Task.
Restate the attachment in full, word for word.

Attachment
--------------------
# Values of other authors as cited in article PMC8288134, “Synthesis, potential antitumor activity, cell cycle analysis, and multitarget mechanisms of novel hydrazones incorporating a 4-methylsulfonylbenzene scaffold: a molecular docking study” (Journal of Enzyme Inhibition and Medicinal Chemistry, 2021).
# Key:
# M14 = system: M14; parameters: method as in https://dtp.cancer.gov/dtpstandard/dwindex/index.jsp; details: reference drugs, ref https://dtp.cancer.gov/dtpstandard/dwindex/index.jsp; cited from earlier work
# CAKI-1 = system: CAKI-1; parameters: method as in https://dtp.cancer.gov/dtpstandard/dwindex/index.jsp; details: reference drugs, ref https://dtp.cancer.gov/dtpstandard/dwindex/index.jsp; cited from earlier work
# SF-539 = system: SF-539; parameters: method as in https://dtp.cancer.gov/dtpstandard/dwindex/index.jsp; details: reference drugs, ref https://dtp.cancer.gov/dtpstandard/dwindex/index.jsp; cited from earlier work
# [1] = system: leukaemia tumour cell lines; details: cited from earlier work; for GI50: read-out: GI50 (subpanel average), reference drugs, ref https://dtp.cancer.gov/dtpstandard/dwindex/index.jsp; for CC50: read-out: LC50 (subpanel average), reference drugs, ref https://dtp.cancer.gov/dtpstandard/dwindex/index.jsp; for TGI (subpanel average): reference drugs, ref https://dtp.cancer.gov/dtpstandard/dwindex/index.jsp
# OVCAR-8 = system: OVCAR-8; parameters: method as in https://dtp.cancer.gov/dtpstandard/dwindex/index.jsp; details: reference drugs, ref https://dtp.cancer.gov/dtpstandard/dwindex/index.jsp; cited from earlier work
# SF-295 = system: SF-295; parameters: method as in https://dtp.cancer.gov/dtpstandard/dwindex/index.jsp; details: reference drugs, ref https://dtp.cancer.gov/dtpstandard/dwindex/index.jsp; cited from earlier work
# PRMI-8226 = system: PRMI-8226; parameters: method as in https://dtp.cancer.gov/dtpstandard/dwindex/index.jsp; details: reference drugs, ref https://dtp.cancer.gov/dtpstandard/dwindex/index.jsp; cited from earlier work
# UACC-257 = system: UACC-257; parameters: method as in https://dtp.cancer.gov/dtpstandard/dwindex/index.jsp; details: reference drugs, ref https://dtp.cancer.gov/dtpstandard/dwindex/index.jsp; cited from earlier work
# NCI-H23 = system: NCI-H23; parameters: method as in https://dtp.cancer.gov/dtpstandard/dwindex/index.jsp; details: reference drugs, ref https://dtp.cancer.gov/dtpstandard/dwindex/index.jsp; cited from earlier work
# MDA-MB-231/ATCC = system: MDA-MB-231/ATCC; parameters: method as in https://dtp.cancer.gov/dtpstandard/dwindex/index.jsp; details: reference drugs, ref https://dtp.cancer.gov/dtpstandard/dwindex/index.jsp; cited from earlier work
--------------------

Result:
# Values of other authors as cited in article PMC8288134, “Synthesis, potential antitumor activity, cell cycle analysis, and multitarget mechanisms of novel hydrazones incorporating a 4-methylsulfonylbenzene scaffold: a molecular docking study” (Journal of Enzyme Inhibition and Medicinal Chemistry, 2021).
# Key:
# M14 = system: M14; parameters: method as in https://dtp.cancer.gov/dtpstandard/dwindex/index.jsp; details: reference drugs, ref https://dtp.cancer.gov/dtpstandard/dwindex/index.jsp; cited from earlier work
# CAKI-1 = system: CAKI-1; parameters: method as in https://dtp.cancer.gov/dtpstandard/dwindex/index.jsp; details: reference drugs, ref https://dtp.cancer.gov/dtpstandard/dwindex/index.jsp; cited from earlier work
# SF-539 = system: SF-539; parameters: method as in https://dtp.cancer.gov/dtpstandard/dwindex/index.jsp; details: reference drugs, ref https://dtp.cancer.gov/dtpstandard/dwindex/index.jsp; cited from earlier work
# [1] = system: leukaemia tumour cell lines; details: cited from earlier work; for GI50: read-out: GI50 (subpanel average), reference drugs, ref https://dtp.cancer.gov/dtpstandard/dwindex/index.jsp; for CC50: read-out: LC50 (subpanel average), reference drugs, ref https://dtp.cancer.gov/dtpstandard/dwindex/index.jsp; for TGI (subpanel average): reference drugs, ref https://dtp.cancer.gov/dtpstandard/dwindex/index.jsp
# OVCAR-8 = system: OVCAR-8; parameters: method as in https://dtp.cancer.gov/dtpstandard/dwindex/index.jsp; details: reference drugs, ref https://dtp.cancer.gov/dtpstandard/dwindex/index.jsp; cited from earlier work
# SF-295 = system: SF-295; parameters: method as in https://dtp.cancer.gov/dtpstandard/dwindex/index.jsp; details: reference drugs, ref https://dtp.cancer.gov/dtpstandard/dwindex/index.jsp; cited from earlier work
# PRMI-8226 = system: PRMI-8226; parameters: method as in https://dtp.cancer.gov/dtpstandard/dwindex/index.jsp; details: reference drugs, ref https://dtp.cancer.gov/dtpstandard/dwindex/index.jsp; cited from earlier work
# UACC-257 = system: UACC-257; parameters: method as in https://dtp.cancer.gov/dtpstandard/dwindex/index.jsp; details: reference drugs, ref https://dtp.cancer.gov/dtpstandard/dwindex/index.jsp; cited from earlier work
# NCI-H23 = system: NCI-H23; parameters: method as in https://dtp.cancer.gov/dtpstandard/dwindex/index.jsp; details: reference drugs, ref https://dtp.cancer.gov/dtpstandard/dwindex/index.jsp; cited from earlier work
# MDA-MB-231/ATCC = system: MDA-MB-231/ATCC; parameters: method as in https://dtp.cancer.gov/dtpstandard/dwindex/index.jsp; details: reference drugs, ref https://dtp.cancer.gov/dtpstandard/dwindex/index.jsp; cited from earlier work